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It’s not just a long, thin bread roll. The baguette is a way of life. And here’s how to choose the best Paris has to offer.
We tend to use the word "baguette" too often and not knowing exactly what it’s supposed to mean. Movies would have us believe that in Paris, everyone walks around with long, unwrapped bread rolls under their arms, the truth is much more complex. While there may be 1,200 bakers in Paris, all of whom produce baguettes, not all of them are of the same quality.
Before getting off on the search for the leavened Graal, there are a few things to keep in mind. First: ask for le baguettes de tradition, which are those that follow the esteablished laws. The brad must be between 55 and 70 centimetres in length and weigh between 240 and 300 grams. The ingredients must be as follows: flour, water, salt and yeast. But that’s not enough to make it a baguette. And so here’s the second suggestion: pay attention to the annual Grand Prix de la Baguette de Tradition Française de la Ville de Paris, a prize that is awarded after pre-selecting 141 eligible bakers. This year’s winner was Pascal Barillon dell’Au Levain d’Antan, whose baguettes were judged the city’s best in terms of taste, appearance and perfume. You won’t be disappointed: Or else, choose among the other nine finalists.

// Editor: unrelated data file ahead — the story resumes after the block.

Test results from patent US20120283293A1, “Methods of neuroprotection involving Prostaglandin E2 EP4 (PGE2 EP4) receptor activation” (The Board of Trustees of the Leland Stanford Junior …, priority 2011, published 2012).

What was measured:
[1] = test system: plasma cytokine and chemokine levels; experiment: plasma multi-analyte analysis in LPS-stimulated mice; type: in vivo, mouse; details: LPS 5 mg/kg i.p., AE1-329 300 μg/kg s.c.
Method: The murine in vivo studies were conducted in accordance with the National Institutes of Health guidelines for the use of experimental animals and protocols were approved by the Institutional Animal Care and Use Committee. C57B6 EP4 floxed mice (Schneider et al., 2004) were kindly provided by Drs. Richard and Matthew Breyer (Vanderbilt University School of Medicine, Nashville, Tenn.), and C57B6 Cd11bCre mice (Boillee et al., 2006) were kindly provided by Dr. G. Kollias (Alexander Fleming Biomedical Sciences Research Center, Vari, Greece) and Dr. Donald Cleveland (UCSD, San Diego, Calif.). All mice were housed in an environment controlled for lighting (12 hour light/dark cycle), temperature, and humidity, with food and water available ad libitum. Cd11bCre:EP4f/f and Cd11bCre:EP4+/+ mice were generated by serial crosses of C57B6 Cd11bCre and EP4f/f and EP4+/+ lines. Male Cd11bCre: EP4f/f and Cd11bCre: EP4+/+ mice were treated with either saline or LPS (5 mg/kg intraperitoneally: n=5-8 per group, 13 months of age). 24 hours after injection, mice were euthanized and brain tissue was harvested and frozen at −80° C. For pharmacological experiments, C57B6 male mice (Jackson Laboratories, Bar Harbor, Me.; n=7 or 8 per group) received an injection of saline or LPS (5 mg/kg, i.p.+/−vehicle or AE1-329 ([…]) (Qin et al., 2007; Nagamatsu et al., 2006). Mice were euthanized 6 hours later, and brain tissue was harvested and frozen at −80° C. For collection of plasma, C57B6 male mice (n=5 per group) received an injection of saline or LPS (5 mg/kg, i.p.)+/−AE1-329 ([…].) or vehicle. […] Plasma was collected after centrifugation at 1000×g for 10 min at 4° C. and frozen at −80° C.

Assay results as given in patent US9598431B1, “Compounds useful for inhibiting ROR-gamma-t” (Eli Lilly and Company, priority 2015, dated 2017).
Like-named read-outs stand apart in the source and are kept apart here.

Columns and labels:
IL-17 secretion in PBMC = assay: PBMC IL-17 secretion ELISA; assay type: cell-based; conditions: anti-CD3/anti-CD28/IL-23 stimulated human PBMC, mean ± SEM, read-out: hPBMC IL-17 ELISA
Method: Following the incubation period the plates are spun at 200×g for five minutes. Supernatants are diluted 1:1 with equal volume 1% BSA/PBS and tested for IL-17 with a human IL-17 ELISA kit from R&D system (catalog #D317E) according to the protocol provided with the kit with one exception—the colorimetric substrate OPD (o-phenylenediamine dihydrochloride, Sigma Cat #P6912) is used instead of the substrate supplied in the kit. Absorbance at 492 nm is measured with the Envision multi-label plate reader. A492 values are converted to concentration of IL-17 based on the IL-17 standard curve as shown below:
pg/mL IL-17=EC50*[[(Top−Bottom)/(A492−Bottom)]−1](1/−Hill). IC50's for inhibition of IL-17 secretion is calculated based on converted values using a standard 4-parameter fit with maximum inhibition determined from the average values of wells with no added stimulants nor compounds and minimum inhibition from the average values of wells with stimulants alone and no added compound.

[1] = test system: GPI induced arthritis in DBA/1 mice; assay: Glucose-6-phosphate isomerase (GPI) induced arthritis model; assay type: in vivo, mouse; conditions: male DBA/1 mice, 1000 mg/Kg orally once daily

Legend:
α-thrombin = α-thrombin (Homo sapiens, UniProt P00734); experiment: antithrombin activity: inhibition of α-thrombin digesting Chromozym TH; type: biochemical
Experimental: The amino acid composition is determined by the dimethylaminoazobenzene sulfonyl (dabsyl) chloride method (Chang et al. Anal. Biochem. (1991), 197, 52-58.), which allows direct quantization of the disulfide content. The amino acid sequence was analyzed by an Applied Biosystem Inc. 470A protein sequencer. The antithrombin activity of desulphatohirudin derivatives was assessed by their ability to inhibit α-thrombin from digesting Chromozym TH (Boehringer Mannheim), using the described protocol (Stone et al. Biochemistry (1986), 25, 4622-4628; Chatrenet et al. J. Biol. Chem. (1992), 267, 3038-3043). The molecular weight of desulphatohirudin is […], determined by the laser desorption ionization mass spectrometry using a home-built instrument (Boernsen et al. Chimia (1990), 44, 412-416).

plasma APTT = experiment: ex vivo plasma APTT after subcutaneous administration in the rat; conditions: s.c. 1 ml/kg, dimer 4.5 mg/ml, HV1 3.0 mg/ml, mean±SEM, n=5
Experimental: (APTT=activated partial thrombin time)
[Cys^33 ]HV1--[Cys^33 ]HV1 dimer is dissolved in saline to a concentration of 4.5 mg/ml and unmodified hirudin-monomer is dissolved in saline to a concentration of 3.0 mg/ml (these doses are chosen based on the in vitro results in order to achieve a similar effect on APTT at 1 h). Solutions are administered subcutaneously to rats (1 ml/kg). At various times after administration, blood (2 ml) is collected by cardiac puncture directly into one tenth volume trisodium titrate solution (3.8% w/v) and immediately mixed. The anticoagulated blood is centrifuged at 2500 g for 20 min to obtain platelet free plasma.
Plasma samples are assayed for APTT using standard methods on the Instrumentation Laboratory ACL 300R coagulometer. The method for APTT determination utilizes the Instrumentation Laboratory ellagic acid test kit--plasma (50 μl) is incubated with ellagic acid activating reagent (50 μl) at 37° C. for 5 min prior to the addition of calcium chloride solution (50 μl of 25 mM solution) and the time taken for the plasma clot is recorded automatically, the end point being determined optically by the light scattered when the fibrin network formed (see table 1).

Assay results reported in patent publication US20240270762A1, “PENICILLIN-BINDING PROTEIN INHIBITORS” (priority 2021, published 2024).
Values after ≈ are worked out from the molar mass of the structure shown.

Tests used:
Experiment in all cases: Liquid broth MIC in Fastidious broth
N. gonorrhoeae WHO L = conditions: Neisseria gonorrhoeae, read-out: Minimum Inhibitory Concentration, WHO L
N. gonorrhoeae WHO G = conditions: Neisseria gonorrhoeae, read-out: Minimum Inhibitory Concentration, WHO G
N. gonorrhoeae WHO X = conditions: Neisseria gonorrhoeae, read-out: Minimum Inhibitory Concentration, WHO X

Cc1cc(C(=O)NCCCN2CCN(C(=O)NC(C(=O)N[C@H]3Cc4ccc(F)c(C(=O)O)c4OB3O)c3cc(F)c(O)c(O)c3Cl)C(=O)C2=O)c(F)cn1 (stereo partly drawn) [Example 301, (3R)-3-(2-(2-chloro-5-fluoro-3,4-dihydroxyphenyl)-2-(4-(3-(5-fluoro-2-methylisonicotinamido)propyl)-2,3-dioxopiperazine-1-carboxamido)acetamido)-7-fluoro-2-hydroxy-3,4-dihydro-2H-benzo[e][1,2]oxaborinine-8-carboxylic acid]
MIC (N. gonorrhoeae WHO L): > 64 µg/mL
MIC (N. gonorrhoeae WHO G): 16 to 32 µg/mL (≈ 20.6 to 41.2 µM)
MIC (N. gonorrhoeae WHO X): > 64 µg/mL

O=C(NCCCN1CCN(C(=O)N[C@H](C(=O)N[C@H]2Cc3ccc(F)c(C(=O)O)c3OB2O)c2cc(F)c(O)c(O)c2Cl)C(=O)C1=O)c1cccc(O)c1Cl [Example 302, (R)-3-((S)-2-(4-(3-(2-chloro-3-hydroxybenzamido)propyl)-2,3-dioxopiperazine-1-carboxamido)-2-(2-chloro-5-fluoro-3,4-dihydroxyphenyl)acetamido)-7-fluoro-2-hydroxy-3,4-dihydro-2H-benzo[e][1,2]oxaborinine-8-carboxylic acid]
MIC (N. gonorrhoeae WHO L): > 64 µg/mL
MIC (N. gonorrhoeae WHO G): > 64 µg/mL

Au Levain d’Antan (Pascal Barillon)
6 rue des Abbesses
14 rue de la Michodière
Les saveurs du 20eme (Pascal Jamin)
120 rue de Bagnolet
22 rue Caulaincourt
Le Fournil du village (M. Risser)
12 place J.B Clément
Les Gourmandises d’Eiffel (Gilles Levaslot)
187 rue de Grenelle
75 rue Saint-Honoré
92 av. de la République
204 rue des Pyrénées
Le Grenier à Pain Saint-Amand
33 bis rue Saint-Amand